November 23, 2011

Why I Secretly Dread Record Store Day

Let me qualify my rant below by saying I have worked at independent record stores on and off since 1988 and am currently working part time at one now. I have spent over 15 years in independent music distribution, run a small record label, and have been a recording artist since the early '90s. More importantly I am a rabid music fan who lives and breathes music even when I am not working in the industry or doing my radio show.

In short I am looking at and have experienced Record Store Day from all possible angles. I know exactly the kind of long and hard work it takes from behind the scenes to make RSD happen and have seen first hand the many perks it offers bands, labels, distributors, stores, and ultimately music fans. I get it. I appreciate Record Store Day on many levels (not to mention that a thriving music industry keeps a person like me employed full time - although not presently - HIRE ME PLEASE!) but I actually secretly dread RSD and here is why.

From the outside this now twice a year event (April and November) celebrates physical products and the good old fashion record store. The press RSD gathers brings plenty of attention to struggling record shops, labels, and bands world wide. The more people talk about the event and hype the records available on RSD, the more it drives people into the store and creates sales for all involved. YAY! Right? Well, in theory that all sounds super swell but what music fans don't know is how many headaches there are on the back end of this event.

First of all if a label / band wants to press a record or make some sort of special product for Record Store Day they need money to fund whatever this limited one time pressing is. If something is limited this means so is the amount of money a label and band makes from whatever it is they create for the occasion. Yes, for most labels and bands (and distributors for that matter) they look at RSD releases more as marketing tools for a band rather than something they will actually profit from but either way, it still takes money to make this limited item and limiting your profit is a risky venture, especially if the artist or release turns out to be a less than loved item among fans.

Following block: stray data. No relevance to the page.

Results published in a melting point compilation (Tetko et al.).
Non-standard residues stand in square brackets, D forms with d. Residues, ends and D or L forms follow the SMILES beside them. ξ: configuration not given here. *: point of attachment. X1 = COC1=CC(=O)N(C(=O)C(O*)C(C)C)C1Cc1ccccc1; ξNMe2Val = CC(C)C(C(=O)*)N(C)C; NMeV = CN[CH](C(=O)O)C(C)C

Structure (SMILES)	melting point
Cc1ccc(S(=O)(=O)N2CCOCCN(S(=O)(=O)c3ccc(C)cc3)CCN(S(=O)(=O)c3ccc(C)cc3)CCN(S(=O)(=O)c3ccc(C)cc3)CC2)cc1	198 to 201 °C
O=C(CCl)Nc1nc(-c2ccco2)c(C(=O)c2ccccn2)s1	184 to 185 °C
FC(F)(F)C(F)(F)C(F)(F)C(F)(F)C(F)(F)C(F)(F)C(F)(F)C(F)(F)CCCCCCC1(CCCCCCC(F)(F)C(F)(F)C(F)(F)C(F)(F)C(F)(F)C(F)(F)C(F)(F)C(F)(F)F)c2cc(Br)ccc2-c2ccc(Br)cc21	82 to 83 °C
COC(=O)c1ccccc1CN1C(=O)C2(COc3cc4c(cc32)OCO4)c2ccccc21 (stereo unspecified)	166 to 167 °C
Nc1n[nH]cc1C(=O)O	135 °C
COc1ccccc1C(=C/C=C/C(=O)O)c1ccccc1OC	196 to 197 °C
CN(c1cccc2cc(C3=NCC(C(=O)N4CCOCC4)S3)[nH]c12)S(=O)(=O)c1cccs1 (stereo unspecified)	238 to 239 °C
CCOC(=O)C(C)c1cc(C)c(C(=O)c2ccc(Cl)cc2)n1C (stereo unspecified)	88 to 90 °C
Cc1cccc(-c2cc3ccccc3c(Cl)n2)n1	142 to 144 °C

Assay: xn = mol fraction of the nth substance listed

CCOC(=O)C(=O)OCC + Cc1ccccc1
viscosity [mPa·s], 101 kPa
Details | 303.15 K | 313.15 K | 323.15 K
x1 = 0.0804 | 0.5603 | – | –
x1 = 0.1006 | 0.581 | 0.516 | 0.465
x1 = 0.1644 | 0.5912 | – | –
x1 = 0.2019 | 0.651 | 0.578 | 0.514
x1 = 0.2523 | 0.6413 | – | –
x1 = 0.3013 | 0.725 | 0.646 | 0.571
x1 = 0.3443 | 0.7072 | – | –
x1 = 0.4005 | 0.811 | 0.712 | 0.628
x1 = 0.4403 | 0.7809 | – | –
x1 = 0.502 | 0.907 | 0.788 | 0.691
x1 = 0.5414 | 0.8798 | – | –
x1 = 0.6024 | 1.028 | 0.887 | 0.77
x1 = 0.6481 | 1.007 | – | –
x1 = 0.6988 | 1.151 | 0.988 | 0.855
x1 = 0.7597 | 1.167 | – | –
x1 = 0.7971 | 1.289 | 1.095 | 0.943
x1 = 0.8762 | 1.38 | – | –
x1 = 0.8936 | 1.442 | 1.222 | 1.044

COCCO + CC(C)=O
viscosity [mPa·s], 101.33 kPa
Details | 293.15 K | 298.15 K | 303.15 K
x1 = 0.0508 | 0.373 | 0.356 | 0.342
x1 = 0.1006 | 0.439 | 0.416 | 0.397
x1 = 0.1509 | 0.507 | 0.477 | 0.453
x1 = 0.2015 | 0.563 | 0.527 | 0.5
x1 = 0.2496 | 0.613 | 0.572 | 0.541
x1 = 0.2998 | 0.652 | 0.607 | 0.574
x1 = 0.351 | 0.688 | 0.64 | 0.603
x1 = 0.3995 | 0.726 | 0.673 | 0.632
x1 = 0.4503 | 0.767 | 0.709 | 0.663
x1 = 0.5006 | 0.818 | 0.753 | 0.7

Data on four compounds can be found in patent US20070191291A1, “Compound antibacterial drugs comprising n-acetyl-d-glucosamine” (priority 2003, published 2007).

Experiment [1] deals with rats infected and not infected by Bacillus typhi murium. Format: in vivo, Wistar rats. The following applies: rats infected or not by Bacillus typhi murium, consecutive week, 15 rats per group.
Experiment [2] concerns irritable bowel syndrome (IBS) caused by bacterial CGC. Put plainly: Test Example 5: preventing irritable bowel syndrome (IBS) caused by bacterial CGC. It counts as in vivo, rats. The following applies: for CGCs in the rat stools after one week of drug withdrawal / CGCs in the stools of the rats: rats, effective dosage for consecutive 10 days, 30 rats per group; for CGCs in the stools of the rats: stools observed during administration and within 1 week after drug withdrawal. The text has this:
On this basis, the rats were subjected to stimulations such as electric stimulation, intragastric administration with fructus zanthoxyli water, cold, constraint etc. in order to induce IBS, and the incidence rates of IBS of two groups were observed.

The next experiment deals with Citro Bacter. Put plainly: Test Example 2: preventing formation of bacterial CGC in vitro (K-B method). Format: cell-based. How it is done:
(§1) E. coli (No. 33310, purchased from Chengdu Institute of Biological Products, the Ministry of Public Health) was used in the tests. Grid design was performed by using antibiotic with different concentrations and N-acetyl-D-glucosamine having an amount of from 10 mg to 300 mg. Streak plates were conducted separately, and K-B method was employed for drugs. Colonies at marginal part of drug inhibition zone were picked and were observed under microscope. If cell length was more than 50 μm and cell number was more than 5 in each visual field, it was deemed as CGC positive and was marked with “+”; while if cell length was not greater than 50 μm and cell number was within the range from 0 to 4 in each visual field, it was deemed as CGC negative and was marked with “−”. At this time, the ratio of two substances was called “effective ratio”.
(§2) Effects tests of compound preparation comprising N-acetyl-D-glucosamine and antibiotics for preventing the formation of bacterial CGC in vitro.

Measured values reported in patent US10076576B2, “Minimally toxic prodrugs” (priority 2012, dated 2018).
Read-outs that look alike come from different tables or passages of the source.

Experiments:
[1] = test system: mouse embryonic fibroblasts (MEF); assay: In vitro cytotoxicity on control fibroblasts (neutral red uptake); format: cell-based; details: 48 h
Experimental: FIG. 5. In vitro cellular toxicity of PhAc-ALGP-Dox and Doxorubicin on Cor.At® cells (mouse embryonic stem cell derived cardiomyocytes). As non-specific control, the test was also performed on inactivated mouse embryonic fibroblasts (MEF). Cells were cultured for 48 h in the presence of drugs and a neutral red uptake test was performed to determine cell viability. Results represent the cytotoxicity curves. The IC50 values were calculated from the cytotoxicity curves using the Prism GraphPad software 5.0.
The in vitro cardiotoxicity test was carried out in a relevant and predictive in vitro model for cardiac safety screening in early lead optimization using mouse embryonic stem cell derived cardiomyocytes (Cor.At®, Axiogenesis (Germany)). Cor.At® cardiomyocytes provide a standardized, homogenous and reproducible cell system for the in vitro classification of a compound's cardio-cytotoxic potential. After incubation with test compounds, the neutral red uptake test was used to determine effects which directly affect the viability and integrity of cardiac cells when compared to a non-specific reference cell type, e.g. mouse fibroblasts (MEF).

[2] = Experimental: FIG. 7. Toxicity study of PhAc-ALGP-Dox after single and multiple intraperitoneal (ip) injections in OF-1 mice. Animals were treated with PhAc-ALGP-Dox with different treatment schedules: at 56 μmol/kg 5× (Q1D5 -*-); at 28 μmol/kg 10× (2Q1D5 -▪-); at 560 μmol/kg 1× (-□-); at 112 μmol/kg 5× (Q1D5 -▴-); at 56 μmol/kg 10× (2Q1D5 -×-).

Remember that fans AKA record store customers only have so much money to spend on RSD so if there are 20 releases they want, they can't necessarily afford to by them all. If a release doesn't have top notch distribution (IE any and all record stores can find and buy your release with ease) or doesn't have high demand from fans, a label just spent a couple grand for no good reason. Unless it is a quality release by a truly popular band with a label that has strong distribution, creating a RSD release can be a gamble. It is nearly impossible to determine the success or popularity of any given RSD release in advance (before the actual pressing takes place) so this forces a label to typically press a small number of records. While collector's love things that are limited because it ultimately may drive up the worth of their purchase, the very limited nature of many of these records makes it a living hell - truly an absolute nightmare for a store to try and track down no less purchase because every other store in the country is fighting over a mere 500 to a few thousand copies of one release.

There are a TON of record stores across America ( I wish I had the exact number but over 700 for sure) and then some of those businesses have multiple locations (like Newbury or Amoeba), so the total number of store fighting over a small number of copies is staggering. More established larger stores tend to get more copies than newer /smaller stores (and are also better connected to labels, bands, and distros) so while fans nation wide are reading about these wonderful rare records coming out for Record Store Day, they don't understand how slim the chances are that their local store will be lucky enough to get any of them no less multiple copies of one release. The next time you are tempted to curse out your local store for not having some super limited record on Record Store Day, know that it isn't because they forgot, suck, don't is because it isn't just limited to fans, it is limited to the stores too. (I am talking to you guy who called me from your cell phone as you waited in line for our store to open and watched me through the glass arrange the RSD titles on the table and then freaked out at me because we only had one copy of the record you wanted.)